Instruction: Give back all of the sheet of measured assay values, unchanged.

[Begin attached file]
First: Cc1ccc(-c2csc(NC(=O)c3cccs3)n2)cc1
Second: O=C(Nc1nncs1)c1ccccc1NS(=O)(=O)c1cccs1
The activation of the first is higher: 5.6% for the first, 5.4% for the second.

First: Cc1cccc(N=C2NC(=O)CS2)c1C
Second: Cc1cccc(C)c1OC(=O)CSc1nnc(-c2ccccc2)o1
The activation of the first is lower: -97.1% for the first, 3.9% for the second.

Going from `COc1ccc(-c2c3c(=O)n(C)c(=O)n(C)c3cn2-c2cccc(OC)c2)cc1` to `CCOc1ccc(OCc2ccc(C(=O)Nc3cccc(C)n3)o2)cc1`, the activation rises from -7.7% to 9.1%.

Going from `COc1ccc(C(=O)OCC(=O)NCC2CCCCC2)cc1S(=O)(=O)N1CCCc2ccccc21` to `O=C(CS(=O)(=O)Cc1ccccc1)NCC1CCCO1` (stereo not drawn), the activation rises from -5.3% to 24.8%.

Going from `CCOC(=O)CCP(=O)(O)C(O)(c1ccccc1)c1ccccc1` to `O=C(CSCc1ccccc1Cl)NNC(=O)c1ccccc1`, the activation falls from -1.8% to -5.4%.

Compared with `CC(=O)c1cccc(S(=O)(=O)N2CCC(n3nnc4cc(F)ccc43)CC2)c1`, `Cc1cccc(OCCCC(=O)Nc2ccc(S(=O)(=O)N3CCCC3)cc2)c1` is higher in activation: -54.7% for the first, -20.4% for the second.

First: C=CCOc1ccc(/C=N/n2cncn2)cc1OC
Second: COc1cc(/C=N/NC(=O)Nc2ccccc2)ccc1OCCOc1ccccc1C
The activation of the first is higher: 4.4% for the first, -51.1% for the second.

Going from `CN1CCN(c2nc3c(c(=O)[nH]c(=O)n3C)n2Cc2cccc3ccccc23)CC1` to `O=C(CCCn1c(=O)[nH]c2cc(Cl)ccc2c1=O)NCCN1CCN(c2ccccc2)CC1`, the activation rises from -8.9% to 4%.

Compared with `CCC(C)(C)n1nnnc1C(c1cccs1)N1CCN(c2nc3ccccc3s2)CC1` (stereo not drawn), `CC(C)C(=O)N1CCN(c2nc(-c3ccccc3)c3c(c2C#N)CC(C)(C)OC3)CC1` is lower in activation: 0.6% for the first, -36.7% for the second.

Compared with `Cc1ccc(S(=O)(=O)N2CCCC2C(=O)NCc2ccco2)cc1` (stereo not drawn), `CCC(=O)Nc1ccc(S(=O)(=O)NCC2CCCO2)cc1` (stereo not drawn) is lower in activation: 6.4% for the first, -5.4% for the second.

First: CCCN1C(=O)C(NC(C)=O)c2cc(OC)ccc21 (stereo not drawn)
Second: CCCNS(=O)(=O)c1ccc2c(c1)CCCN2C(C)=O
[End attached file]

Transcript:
First: Cc1ccc(-c2csc(NC(=O)c3cccs3)n2)cc1
Second: O=C(Nc1nncs1)c1ccccc1NS(=O)(=O)c1cccs1
The activation of the first is higher: 5.6% for the first, 5.4% for the second.

First: Cc1cccc(N=C2NC(=O)CS2)c1C
Second: Cc1cccc(C)c1OC(=O)CSc1nnc(-c2ccccc2)o1
The activation of the first is lower: -97.1% for the first, 3.9% for the second.

Going from `COc1ccc(-c2c3c(=O)n(C)c(=O)n(C)c3cn2-c2cccc(OC)c2)cc1` to `CCOc1ccc(OCc2ccc(C(=O)Nc3cccc(C)n3)o2)cc1`, the activation rises from -7.7% to 9.1%.

Going from `COc1ccc(C(=O)OCC(=O)NCC2CCCCC2)cc1S(=O)(=O)N1CCCc2ccccc21` to `O=C(CS(=O)(=O)Cc1ccccc1)NCC1CCCO1` (stereo not drawn), the activation rises from -5.3% to 24.8%.

Going from `CCOC(=O)CCP(=O)(O)C(O)(c1ccccc1)c1ccccc1` to `O=C(CSCc1ccccc1Cl)NNC(=O)c1ccccc1`, the activation falls from -1.8% to -5.4%.

Compared with `CC(=O)c1cccc(S(=O)(=O)N2CCC(n3nnc4cc(F)ccc43)CC2)c1`, `Cc1cccc(OCCCC(=O)Nc2ccc(S(=O)(=O)N3CCCC3)cc2)c1` is higher in activation: -54.7% for the first, -20.4% for the second.

First: C=CCOc1ccc(/C=N/n2cncn2)cc1OC
Second: COc1cc(/C=N/NC(=O)Nc2ccccc2)ccc1OCCOc1ccccc1C
The activation of the first is higher: 4.4% for the first, -51.1% for the second.

Going from `CN1CCN(c2nc3c(c(=O)[nH]c(=O)n3C)n2Cc2cccc3ccccc23)CC1` to `O=C(CCCn1c(=O)[nH]c2cc(Cl)ccc2c1=O)NCCN1CCN(c2ccccc2)CC1`, the activation rises from -8.9% to 4%.

Compared with `CCC(C)(C)n1nnnc1C(c1cccs1)N1CCN(c2nc3ccccc3s2)CC1` (stereo not drawn), `CC(C)C(=O)N1CCN(c2nc(-c3ccccc3)c3c(c2C#N)CC(C)(C)OC3)CC1` is lower in activation: 0.6% for the first, -36.7% for the second.

Compared with `Cc1ccc(S(=O)(=O)N2CCCC2C(=O)NCc2ccco2)cc1` (stereo not drawn), `CCC(=O)Nc1ccc(S(=O)(=O)NCC2CCCO2)cc1` (stereo not drawn) is lower in activation: 6.4% for the first, -5.4% for the second.

First: CCCN1C(=O)C(NC(C)=O)c2cc(OC)ccc21 (stereo not drawn)
Second: CCCNS(=O)(=O)c1ccc2c(c1)CCCN2C(C)=O